Interventions for Tobacco Cessation in Adults, Including Pregnant Persons: Updated Evidence Report and Systematic Review for the US Preventive Services Task Force | Guidelines | JAMA | JAMA Network
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Conversations with Dr Bauchner (17:06)
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US Preventive Services Task Force
Evidence Report
January 19, 2021

Interventions for Tobacco Cessation in Adults, Including Pregnant Persons: Updated Evidence Report and Systematic Review for the US Preventive Services Task Force

Author Affiliations
  • 1Kaiser Permanente Evidence-based Practice Center, Center for Health Research, Kaiser Permanente, Portland, Oregon
  • 2Center for Healthcare Policy and Research, University of California, Davis, Sacramento
JAMA. 2021;325(3):280-298. doi:10.1001/jama.2020.23541
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Abstract

Importance  It has been estimated that in 2018 nearly 20% of adults in the US were currently using a tobacco product.

Objective  To systematically review the effectiveness and safety of pharmacotherapy, behavioral interventions, and electronic cigarettes for tobacco cessation among adults, including pregnant persons, to inform the US Preventive Services Task Force.

Data Sources  PubMed, PsycInfo, Database of Abstracts of Reviews of Effects, Cochrane Database of Systematic Reviews, Centre for Reviews and Dissemination of Health Technology Assessment; surveillance through September 25, 2020.

Study Selection  Systematic reviews of tobacco cessation interventions and randomized clinical trials that evaluated the effects of electronic cigarettes (e-cigarettes) or pharmacotherapy among pregnant persons.

Data Extraction and Synthesis  Independent critical appraisal and data abstraction; qualitative synthesis and random-effects meta-analyses.

Main Outcomes and Measures  Health outcomes, tobacco cessation at 6 months or more, and adverse events.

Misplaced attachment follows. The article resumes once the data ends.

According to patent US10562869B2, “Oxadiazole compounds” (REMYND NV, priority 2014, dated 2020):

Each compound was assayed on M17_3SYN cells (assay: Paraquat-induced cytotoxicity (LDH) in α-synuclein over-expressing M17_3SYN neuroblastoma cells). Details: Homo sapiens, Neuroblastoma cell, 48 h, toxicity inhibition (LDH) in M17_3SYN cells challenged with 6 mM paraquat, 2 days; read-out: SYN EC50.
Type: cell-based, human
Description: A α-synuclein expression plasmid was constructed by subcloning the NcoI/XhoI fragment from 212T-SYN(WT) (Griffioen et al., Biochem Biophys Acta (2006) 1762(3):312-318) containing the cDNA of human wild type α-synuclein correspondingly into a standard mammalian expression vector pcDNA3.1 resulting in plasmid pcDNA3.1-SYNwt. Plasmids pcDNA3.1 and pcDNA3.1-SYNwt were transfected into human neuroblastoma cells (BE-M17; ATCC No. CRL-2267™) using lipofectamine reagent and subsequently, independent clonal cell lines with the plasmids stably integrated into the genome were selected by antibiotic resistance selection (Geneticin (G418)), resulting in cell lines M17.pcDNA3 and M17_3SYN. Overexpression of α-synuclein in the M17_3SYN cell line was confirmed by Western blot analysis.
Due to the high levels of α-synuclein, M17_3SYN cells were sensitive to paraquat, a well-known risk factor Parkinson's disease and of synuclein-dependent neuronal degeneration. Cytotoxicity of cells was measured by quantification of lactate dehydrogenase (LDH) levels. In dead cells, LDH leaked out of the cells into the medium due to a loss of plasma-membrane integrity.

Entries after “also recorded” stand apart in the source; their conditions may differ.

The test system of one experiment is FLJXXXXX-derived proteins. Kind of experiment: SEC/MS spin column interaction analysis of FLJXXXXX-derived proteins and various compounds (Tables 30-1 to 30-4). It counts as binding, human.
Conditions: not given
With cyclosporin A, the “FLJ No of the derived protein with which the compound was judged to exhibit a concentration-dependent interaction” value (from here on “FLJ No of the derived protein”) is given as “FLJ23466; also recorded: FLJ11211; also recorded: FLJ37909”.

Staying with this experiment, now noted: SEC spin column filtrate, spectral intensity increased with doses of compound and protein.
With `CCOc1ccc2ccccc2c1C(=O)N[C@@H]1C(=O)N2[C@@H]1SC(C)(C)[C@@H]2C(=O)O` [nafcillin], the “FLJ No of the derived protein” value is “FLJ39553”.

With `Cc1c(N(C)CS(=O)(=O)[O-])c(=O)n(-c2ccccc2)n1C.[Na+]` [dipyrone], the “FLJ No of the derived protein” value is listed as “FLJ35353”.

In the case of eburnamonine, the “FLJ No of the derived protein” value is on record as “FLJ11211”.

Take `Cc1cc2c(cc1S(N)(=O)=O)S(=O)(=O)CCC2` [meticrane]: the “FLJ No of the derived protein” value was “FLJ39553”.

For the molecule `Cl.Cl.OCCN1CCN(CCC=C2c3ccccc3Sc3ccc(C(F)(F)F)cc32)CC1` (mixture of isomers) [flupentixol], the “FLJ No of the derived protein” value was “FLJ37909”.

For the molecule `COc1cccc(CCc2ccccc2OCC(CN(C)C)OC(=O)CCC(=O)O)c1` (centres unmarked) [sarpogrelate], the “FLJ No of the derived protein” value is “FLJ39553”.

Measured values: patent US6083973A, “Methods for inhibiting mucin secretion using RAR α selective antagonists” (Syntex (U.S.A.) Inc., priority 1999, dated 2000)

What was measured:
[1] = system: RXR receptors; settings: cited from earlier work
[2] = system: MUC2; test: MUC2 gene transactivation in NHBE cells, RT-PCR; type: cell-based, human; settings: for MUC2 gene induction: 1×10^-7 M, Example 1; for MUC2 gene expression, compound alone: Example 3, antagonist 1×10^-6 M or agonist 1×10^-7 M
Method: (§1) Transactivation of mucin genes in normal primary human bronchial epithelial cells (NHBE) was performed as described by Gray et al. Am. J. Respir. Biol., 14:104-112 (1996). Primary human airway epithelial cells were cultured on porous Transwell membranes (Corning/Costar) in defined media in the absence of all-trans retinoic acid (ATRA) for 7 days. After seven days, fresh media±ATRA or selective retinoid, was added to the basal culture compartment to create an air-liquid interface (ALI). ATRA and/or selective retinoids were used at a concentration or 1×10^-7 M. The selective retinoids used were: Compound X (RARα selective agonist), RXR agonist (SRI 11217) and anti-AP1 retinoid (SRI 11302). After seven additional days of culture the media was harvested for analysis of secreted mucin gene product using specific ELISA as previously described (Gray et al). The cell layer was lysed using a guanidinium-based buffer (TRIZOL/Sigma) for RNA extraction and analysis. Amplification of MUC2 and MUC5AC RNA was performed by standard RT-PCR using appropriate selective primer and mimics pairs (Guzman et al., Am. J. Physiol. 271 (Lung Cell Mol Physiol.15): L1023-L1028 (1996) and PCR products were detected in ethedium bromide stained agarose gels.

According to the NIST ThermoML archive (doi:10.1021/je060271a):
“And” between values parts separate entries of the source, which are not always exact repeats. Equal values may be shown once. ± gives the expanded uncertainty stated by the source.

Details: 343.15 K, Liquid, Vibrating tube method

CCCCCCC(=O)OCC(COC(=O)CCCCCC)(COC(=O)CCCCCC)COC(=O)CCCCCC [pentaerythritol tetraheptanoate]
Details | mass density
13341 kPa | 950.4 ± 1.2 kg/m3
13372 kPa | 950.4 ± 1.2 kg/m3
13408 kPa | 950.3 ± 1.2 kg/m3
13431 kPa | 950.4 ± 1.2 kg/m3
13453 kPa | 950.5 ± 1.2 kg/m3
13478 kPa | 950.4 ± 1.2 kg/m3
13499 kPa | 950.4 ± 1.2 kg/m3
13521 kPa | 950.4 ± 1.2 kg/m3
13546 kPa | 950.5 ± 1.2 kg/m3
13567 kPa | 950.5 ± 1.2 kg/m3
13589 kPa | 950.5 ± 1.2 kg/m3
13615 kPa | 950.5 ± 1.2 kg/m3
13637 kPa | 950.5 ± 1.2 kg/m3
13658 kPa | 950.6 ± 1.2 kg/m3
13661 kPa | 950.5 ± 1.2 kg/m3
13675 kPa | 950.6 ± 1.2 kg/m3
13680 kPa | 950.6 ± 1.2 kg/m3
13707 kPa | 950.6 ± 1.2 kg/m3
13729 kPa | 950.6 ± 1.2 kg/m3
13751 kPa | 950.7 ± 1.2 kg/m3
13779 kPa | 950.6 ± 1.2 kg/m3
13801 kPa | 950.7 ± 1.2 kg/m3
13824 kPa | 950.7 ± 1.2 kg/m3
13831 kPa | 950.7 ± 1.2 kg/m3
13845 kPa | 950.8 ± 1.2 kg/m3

Results  Sixty-seven reviews addressing pharmacotherapy and behavioral interventions were included as well as 9 trials (N = 3942) addressing e-cigarettes for smoking cessation and 7 trials (N = 2285) of nicotine replacement therapy (NRT) use in pregnancy. Combined pharmacotherapy and behavioral interventions (pooled risk ratio [RR], 1.83 [95% CI, 1.68-1.98]), NRT (RR, 1.55 [95% CI, 1.49-1.61]), bupropion (RR, 1.64 [95% CI, 1.52-1.77]), varenicline (RR, 2.24 [95% CI, 2.06-2.43]), and behavioral interventions such as advice from clinicians (RR, 1.76 [95% CI, 1.58-1.96]) were all associated with increased quit rates compared with minimal support or placebo at 6 months or longer. None of the drugs were associated with serious adverse events. Five trials (n = 3117) reported inconsistent findings on the effectiveness of electronic cigarettes on smoking cessation at 6 to 12 months among smokers when compared with placebo or NRT, and none suggested higher rates of serious adverse events. Among pregnant persons, behavioral interventions were associated with greater smoking cessation during late pregnancy (RR, 1.35 [95% CI, 1.23-1.48]), compared with no intervention. Rates of validated cessation among pregnant women allocated to NRT compared with placebo were not significantly different (pooled RR, 1.11 [95% CI, 0.79-1.56], n = 2033).

Conclusions and Relevance  There is strong evidence that a range of pharmacologic and behavioral interventions, both individually and in combination, are effective in increasing smoking cessation in nonpregnant adults. In pregnancy, behavioral interventions are effective for smoking cessation, but data are limited on the use of pharmacotherapy for smoking cessation. Data on the effectiveness and safety of electronic cigarettes for smoking cessation among adults are also limited and results are inconsistent.

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